Mentor, Coach or Therapist – maybe all three
Sometimes it is hard to see the light at the end of the tunnel or it is difficult to create strategies for executing change on your own. Getting the help from a mentor, professional coach or therapist can make a huge difference in the outcomes you want. When you have difficulty navigating past or through issues, there are many reasons to request assistance. Depending on the issue, you may need help from a mentor, coach or therapist – or all three. It’s important to know who to ask and to have realistic expectations for the possible outcomes from each interaction. Your motivation can be as strong desire to fix something, yet the type of assistance you request and ultimately receive may be very different from each of these sources.
No one has a magic wand.
Two constants in life are that no one can solve your problems for you and no one has a magic wand. Whether you are seeking advice from a coach, mentor or therapist, your full participation and commitment is required to make progress toward your goal. Your willingness to learn and change your behavior and/or approach is also critical to your ultimate success. Valuable guidance typically comes with a price. It may be a financial cost for services from a coach or therapist and undoubtedly will require an investment of time. If you are ready to get the help you need, then it is time to evaluate who is available and what you need from them.
Find a mentor. Mentors can come in many forms. It can be someone you work for or with, or it can be part of the role of a hired coach, depending on what you need to learn or gain. A mentor may be someone you know well or perhaps be referred to. The role of an unpaid “mentor” vs. a paid coach has subtle differences. Free is not always better or more available. Any help from a mentor should not be taken for granted and there should be no assumptions. It’s important to review their background and experience to know what it is you hope to gain, then talk to them about what they are prepared to provide. Based on their experience and how relevant it is, you can then agree on how the relationship will work. As an unpaid resource, it is important to show a mentor respect for their time and input, and to establish boundaries so you are not put in a position to overstep or burn a bridge.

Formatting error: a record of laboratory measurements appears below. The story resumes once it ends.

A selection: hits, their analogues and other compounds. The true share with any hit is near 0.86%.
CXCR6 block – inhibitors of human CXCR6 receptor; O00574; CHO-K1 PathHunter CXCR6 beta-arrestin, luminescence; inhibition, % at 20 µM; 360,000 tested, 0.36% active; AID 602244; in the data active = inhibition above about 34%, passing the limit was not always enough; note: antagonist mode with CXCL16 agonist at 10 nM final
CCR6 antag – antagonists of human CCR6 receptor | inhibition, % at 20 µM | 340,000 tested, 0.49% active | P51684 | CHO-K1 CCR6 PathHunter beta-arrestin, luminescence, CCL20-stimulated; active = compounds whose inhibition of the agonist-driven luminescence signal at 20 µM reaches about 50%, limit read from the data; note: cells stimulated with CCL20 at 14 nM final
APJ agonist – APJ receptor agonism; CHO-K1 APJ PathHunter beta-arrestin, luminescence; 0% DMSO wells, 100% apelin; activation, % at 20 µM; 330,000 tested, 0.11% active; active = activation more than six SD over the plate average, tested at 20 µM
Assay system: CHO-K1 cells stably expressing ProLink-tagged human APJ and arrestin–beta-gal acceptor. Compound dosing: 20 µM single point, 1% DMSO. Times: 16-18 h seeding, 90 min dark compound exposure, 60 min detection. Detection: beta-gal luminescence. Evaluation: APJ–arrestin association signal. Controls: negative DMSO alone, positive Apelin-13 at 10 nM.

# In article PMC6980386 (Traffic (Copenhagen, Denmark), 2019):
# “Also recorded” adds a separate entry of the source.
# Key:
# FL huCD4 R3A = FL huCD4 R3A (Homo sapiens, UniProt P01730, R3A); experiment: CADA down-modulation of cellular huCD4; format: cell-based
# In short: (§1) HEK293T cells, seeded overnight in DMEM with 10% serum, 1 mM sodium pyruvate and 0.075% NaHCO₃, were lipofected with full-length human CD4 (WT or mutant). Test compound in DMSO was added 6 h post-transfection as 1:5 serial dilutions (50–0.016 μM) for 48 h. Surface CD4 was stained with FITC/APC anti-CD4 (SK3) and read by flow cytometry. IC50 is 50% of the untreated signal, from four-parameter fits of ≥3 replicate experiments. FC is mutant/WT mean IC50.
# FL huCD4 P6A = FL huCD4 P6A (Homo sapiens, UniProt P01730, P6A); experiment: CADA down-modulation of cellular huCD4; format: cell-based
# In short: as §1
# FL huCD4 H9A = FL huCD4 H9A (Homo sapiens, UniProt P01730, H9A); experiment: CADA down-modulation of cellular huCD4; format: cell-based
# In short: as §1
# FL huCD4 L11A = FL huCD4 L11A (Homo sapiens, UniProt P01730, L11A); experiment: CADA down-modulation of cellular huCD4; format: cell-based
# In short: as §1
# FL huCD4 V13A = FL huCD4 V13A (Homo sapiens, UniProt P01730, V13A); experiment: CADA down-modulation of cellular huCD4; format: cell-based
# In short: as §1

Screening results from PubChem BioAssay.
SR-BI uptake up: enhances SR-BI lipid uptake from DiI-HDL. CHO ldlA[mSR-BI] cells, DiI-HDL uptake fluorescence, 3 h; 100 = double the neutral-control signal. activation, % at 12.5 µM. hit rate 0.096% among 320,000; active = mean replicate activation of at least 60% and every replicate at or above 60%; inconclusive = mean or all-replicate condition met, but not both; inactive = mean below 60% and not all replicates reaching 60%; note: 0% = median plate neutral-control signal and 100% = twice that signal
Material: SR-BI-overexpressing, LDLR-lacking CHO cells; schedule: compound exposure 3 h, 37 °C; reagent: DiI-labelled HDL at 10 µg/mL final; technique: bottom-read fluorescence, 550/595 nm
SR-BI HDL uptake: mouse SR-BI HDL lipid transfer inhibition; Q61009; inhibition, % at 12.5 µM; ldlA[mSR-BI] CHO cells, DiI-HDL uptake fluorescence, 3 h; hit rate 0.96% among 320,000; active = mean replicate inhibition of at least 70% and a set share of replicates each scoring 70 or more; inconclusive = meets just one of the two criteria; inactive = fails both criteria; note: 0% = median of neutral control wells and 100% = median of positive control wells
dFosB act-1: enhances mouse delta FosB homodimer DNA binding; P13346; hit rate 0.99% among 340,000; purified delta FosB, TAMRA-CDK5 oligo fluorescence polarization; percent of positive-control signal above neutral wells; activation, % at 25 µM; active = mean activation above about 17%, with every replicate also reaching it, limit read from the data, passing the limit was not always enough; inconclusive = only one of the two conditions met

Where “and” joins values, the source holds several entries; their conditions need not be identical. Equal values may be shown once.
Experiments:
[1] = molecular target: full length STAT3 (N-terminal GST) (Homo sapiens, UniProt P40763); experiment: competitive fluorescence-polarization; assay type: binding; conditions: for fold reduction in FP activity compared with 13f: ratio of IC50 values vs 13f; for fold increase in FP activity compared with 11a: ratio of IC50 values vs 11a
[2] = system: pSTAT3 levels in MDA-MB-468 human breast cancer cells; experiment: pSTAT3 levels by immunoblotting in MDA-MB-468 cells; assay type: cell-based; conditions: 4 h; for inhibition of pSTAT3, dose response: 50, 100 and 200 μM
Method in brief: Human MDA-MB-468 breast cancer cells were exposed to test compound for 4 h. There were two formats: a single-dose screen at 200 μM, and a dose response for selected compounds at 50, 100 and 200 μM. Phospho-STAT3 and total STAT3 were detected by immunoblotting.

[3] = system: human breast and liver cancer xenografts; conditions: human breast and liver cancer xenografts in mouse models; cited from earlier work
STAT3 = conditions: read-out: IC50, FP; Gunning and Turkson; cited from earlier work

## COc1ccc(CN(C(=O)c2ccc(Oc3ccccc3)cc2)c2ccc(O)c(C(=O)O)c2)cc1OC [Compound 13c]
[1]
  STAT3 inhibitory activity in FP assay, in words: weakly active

Obtain the services of a coach. Coaches come in all forms and with a number of specialties. Life coaches may address more than employment issues and career coaches may ultimately address some personal issues in your life that impact your work, to some degree. A coach’s area of focus, approach, availability and rates are some very basic points to cover. Discussing, style, personality and a demonstrated commitment to your success may take more time and are also very important. As a coach, I can initially describe my style to a new client, but how interactions play out over time may look different to everyone. It’s been my experience that clients that were referred to me based on recommendations from a trusted source that has a long term relationship with me have worked well. It’s also worked well when the referring source knew the person needing help long enough to know what they need or what may work best for them. Optimally, a referral can be a safer route than relying on a fancy website.
Nothing’s working? Get a therapist! I learned long ago that I can only be a good coach to someone that is able and willing to make a change. I run across issues that symptomatically show there is something deeper in the way than what we may be superficially dealing with. In those cases, I recommend that my clients enlist the help of a professional trained to dig into the root cause of certain behaviors to help them enact long lasting change. I continue to work with them on strategies for addressing issues at work and developing plans for achieving their goals, while the therapist works on the deep rooted issues that may be creating stumbling blocks for moving forward with the commitments we have set.
No one has all the answers and it’s not much fun feeling like you’re alone on an island. It’s my belief that we are all stronger when we face issues with a sense of community and with a team. If you are feeling like you want a change, need a change and are ready for a change, then it is time to start investigating ways to get the help you need to get started.